Rogers Communications Inc. has struck a wireless alliance with one of the country’s biggest independent telecommunications companies, once again outsmarting its competitors.
The Toronto-based giant has signed a deal with TBayTel allowing the municipally-owned phone and cable company to extend its upcoming HSPA+ wireless network in northwestern Ontario through Rogers’ system and give subscribers access to a wider range of smart phones.
The partnership helps TBayTel, which has been running a CDMA-based wireless network in the 850 and 1900 Mhz spectrum for years, get a modern broadband network.
“We’ve been looking for right time to move forward,” TBayTel president and CEO Don Campbell, said Thursday. “One of the reasons we’re moving right now is some of the opportunities the new technology brings to wireless broadband.”
Headquartered in Thunder Bay, TBayTel was part of a national agreement with all CDMA carriers, which includes BCE Inc.’s Bell Canada and Telus Corp.
Both Bell and Telus opened new HSPA+ networks last November. However, rather than partner with them — or any of the new wireless entrants who have spectrum covering Northern Ontario, including Wind Mobile of Toronto, Bragg Group of Halifax and Shaw Communications of Calgary — TBayTel chose Rogers.
Campbell said Thursday that he also had discussions with other carriers, but wouldn’t identify them.
But he did emphasize that the deal will greatly benefit his wireless subscribers. The company’s CDMA network is spread out over some 300,000 square kilometers of rocky and wooded country roughly from the Sault Ste. Marie to the Manitoba border. It only has North American roaming capability. Under the deal not only will TBayTel wireless subscribers be able to roam on the Rogers network here, they will also be able to take advantage of Rogers roaming agreements around the world. Leveraging its buying power, Rogers will also help TBayTel get the newest wireless devices.
In exchange, Rogers subscribers will get HSPA coverage across a region where it only had small coverage. The two carriers will still compete for subscribers
“We have difficulty having accessing the latest and greatest [handsets] because of our volumes,” Campbell said. There are only some 200,000 people in TBayTel’s coverage area. The largest city, Thunder Bay, has about half that. Campbell wouldn’t say how many wireless subscribers he has.
But with the deal, “we’re going to get access to the latest handsets and smart phones. We’re going to get access to [Rogers] mobile content, national connectability and probably as important international connectability.”
The deal is similar to an arrangement Rogers came to last year with Manitoba telco MTS Allstream, which is building an HSPA network in that province. In exchange for access to Rogers HSPA network in Winnipeg, Allstream business users will get access to Rogers’ national network.
TBayTel will pay entirely for its new network, which will run as a separate overlay on top of its existing Nortel Networks-based CDMA network. The utility hasn’t chosen a new equipment supplier yet. Campbell said the new network will use the telco’s own spectrum, but he is discussing using Rogers spectrum if needed.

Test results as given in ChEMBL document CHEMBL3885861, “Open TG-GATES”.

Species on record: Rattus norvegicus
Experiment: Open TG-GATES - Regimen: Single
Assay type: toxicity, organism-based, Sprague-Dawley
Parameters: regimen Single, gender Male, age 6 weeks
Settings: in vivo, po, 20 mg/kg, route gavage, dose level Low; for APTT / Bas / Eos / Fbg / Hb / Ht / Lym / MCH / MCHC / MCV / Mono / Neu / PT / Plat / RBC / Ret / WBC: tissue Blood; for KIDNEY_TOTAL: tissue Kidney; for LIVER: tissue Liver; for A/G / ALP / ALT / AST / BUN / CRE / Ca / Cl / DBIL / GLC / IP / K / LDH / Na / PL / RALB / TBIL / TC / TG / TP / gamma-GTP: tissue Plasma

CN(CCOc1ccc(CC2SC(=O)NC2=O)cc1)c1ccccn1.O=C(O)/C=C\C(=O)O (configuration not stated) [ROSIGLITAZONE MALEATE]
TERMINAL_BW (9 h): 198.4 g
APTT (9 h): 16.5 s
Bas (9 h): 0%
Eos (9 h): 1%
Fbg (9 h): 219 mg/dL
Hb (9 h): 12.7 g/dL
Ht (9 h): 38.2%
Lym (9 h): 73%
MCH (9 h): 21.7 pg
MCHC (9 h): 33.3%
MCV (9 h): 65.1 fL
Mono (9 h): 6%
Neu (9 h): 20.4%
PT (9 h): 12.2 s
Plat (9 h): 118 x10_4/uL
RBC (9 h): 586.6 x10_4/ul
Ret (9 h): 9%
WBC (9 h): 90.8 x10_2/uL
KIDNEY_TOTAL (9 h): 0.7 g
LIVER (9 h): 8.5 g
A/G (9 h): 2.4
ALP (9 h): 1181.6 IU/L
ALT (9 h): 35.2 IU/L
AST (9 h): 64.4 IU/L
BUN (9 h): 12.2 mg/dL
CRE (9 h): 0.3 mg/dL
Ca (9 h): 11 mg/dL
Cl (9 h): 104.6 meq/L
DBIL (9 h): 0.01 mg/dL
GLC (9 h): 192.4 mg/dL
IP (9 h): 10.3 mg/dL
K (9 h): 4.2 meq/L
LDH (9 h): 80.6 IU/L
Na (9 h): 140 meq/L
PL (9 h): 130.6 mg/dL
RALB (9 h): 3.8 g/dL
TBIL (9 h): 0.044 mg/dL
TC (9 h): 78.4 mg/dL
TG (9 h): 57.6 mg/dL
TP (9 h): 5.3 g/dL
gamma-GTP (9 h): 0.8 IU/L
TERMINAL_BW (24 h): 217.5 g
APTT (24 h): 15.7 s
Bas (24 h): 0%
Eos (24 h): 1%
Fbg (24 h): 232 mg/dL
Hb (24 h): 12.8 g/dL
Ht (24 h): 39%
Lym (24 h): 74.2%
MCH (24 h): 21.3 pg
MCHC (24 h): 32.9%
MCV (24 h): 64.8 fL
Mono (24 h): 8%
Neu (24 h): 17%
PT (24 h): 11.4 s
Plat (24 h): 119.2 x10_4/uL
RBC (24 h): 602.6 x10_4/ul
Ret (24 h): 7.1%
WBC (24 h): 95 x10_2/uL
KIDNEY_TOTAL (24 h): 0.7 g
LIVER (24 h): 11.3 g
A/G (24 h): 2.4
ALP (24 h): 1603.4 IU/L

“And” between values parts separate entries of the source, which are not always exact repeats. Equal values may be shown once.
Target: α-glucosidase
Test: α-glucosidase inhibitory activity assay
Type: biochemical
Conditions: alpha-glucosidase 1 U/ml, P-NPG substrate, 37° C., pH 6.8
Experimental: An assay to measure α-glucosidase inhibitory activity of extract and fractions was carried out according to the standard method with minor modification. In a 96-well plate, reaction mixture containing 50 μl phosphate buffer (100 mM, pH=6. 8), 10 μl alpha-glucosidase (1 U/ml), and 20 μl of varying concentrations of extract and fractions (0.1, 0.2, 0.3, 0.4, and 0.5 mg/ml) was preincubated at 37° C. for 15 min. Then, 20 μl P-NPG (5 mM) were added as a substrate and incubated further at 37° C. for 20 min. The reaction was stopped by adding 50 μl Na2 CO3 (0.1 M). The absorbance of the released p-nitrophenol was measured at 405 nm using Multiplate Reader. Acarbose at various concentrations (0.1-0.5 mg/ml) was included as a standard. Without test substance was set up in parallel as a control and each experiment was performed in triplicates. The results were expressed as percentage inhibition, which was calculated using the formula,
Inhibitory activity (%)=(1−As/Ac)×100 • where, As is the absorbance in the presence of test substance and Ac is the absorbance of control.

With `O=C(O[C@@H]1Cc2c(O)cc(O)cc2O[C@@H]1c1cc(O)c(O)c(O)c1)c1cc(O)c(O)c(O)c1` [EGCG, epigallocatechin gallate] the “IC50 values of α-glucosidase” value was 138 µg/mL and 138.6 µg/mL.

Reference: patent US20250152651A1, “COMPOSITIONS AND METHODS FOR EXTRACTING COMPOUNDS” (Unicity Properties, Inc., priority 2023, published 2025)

He expects the HSPA+ network to be operational over Thunder Bay, Dryden and Kenora by the end of the year, getting download speeds under ideal conditions of up to 21 Mpbs. Other areas, including certain highway stretches and small communities, may only get HSPA coverage with maximum speeds of up to 7.2 Mbps. By comparison, the existing CDMA-EVDO network gets potential maximum speeds of 3.5 Mbps, and that only covers half of TBayTel’s wireless area.
The first half of 2011 will see the network extended along Highways 11 and 17 and up to Red Lake, Sioux Lookout, Greenstone and down to the U.S. border.
By the third quarter of next year the HSPA network should entirely cover the existing wireless area.
Campbell said TBayTel will not be looking for dual-mode HSPA-CDMA phones. Over time, he said existing subscribers will shift their old phones for new ones.
Iain Grant, managing director of the SeaBoard Group, a Montreal-based telecommunications consultancy, said the deal is good for both TBayTel and Rogers. He noted the deal means Rogers will have seamless HSPA coverage across northern Ontario. On the other hand, he said, Bell will have a gap in its HSPA coverage.
Instead of getting a partnership with TBayTel, competitors will have to build out their HSPA networks to get coverage in the area or sign roaming agreements.
In addition to stinging Bell, the deal might be a blow to Wind Mobile, which is trying to build a national network. Its initial goal is coverage in the biggest cities, but a deal with TBayTel would have cut down its capital expenditure.
Daryl Levy, president of Rogers’ western division, which covers that northwestern Ontario, said his company had limited coverage in Thunder Bay and Kenora. The deal means Rogers doesn’t have to build its network into the region, Levy, said, and will advise TBayTel on the technical aspects of the HSPA upgrade and leverage its buying power when it comes to choosing a supplier.
“This is a tough topography in certain areas,” he said. “It’s not flatland.” But he’s confident the new network will be well along in the fourth quarter. “If we had to build new towers it would be considerably longer.”
Levy also said block new wireless entrants from partnering with TBayTel wasn’t on Rogers’ mind when it sat down to do the deal. In fact initially, he said, the conversation was over a roaming deal, which then expanded. However, he wouldn’t comment on whether he was thinking of Bell, his biggest Ontario competitor.